Uavia has developed internet-connected aerial drones, which make long-range, out-of-sight flights available for commercial use.
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Unmanned Aerial Vehicle (UAV) potential has grown massively over the past year with uses ranging from forest fire management to 3D computers. Despite that, most non-armed devices are restricted to human sight-guided use, so France-based Uavia recently unveil their ‘Internet of Drones’ concept.
By incorporating the IoT-enabling Snappy Ubuntu core processor, Uavia have developed drones that can be operated by computers using 3G/4G LTE networks. Current UAVs are generally controlled through the use of radio links, and operational ranges are limited to a few miles. Uavia’s tech will use high bandwith IP links between the drone and its pilot, enabling businesses to schedule and execute the drone via a browser. For businesses that require aerial data, such as land surveying or harbor management, Uavia could help them deploy a fleet of drones from their offices and receive real-time observation data using the startup’s terrain mapping software. They will also supply field charging stations to ensure that human intervention in drone flight is unnecessary.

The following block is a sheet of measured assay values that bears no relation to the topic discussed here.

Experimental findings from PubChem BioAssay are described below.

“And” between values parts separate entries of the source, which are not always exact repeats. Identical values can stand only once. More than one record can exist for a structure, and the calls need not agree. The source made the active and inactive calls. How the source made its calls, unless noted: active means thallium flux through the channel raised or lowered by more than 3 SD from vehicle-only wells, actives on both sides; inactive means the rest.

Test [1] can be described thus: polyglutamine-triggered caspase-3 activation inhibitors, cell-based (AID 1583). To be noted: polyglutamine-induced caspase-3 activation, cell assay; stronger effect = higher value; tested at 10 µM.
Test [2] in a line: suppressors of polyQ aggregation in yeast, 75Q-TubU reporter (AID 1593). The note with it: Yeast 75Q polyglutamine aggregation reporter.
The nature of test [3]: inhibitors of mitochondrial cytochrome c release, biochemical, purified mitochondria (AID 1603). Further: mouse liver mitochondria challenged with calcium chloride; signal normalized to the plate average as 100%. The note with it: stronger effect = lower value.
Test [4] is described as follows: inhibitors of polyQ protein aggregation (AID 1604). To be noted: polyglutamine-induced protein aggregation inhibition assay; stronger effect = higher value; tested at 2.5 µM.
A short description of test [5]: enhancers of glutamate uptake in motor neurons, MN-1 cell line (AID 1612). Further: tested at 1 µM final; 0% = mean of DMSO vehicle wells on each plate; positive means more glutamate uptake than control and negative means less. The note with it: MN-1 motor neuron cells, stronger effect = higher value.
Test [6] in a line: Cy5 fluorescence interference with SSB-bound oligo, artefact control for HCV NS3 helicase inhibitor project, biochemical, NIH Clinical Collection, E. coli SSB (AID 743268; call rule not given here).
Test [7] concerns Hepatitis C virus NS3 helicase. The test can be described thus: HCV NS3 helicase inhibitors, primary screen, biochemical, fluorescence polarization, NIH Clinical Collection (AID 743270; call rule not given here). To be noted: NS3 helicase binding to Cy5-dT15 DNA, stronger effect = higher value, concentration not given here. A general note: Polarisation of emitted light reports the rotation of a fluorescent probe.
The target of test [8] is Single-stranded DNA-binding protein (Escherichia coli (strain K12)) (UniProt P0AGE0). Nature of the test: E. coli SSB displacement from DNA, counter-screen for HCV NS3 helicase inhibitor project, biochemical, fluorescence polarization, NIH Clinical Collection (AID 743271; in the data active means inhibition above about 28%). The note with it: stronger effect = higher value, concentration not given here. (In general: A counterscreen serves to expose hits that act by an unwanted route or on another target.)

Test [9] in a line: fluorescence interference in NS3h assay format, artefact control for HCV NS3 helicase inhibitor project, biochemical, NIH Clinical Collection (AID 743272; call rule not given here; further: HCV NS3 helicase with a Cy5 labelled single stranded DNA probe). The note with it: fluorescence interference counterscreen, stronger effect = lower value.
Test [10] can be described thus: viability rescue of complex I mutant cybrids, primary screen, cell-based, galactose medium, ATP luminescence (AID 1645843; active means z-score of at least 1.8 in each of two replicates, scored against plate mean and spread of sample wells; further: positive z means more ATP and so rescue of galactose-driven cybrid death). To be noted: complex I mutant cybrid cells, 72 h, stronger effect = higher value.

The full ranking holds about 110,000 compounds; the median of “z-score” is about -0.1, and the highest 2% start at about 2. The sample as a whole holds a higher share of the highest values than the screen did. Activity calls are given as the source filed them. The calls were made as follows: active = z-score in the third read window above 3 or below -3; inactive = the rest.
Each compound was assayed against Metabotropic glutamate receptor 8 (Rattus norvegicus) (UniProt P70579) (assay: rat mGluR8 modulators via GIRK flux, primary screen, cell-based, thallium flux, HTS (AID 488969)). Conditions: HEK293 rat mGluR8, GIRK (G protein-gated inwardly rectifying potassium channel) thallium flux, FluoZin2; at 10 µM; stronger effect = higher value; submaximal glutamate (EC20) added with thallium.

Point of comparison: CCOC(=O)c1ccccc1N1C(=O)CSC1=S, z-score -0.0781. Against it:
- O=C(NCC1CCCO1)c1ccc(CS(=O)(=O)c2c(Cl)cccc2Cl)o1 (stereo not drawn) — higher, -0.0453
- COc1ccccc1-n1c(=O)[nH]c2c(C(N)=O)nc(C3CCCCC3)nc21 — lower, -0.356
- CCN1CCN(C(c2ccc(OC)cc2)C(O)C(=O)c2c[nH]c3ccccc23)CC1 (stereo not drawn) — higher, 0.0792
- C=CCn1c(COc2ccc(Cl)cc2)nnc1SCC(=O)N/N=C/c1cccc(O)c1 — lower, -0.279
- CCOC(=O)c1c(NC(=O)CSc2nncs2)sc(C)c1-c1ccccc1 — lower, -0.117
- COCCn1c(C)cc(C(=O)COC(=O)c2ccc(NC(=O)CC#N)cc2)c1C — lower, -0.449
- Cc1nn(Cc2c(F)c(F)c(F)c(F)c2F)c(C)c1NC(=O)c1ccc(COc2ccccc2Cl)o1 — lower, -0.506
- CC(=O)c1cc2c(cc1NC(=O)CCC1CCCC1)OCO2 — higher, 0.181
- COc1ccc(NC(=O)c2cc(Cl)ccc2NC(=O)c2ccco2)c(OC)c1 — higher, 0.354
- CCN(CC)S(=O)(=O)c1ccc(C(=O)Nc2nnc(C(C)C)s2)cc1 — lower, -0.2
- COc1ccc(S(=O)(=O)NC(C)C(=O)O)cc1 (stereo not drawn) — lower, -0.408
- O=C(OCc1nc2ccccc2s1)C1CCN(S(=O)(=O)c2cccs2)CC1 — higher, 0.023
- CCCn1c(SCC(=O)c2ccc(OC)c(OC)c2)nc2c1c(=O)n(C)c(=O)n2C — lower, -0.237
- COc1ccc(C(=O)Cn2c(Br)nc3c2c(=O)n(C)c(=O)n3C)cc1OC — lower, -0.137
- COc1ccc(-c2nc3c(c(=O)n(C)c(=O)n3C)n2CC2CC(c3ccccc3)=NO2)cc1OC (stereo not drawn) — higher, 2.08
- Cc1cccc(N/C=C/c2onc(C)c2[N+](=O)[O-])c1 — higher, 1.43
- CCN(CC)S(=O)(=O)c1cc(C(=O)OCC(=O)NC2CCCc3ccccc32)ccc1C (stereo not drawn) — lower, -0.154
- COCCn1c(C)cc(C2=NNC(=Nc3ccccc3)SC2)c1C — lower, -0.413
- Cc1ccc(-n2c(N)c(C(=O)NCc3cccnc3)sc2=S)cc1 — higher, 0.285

The team has already successfully flown a drone in Paris from a computer in San Francisco. How could internet-controlled drones be used by consumers?